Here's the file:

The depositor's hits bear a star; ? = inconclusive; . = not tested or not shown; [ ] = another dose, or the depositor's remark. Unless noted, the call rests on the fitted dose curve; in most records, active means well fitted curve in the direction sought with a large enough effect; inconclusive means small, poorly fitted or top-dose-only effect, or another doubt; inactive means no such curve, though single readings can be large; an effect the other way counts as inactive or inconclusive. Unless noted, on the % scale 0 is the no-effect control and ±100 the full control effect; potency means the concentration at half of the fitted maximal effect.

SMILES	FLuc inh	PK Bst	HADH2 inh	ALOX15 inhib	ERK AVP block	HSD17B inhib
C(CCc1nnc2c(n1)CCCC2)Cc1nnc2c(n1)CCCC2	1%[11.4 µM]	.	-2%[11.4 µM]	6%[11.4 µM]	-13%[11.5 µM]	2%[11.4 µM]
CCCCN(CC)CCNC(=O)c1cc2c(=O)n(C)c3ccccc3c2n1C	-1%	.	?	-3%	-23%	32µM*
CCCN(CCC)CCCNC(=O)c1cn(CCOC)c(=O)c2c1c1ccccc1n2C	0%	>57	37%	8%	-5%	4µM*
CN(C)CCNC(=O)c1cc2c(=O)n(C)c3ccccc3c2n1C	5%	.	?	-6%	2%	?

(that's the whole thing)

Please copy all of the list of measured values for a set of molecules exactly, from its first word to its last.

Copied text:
The depositor's hits bear a star; ? = inconclusive; . = not tested or not shown; [ ] = another dose, or the depositor's remark. Unless noted, the call rests on the fitted dose curve; in most records, active means well fitted curve in the direction sought with a large enough effect; inconclusive means small, poorly fitted or top-dose-only effect, or another doubt; inactive means no such curve, though single readings can be large; an effect the other way counts as inactive or inconclusive. Unless noted, on the % scale 0 is the no-effect control and ±100 the full control effect; potency means the concentration at half of the fitted maximal effect.

SMILES	FLuc inh	PK Bst	HADH2 inh	ALOX15 inhib	ERK AVP block	HSD17B inhib
C(CCc1nnc2c(n1)CCCC2)Cc1nnc2c(n1)CCCC2	1%[11.4 µM]	.	-2%[11.4 µM]	6%[11.4 µM]	-13%[11.5 µM]	2%[11.4 µM]
CCCCN(CC)CCNC(=O)c1cc2c(=O)n(C)c3ccccc3c2n1C	-1%	.	?	-3%	-23%	32µM*
CCCN(CCC)CCCNC(=O)c1cn(CCOC)c(=O)c2c1c1ccccc1n2C	0%	>57	37%	8%	-5%	4µM*
CN(C)CCNC(=O)c1cc2c(=O)n(C)c3ccccc3c2n1C	5%	.	?	-6%	2%	?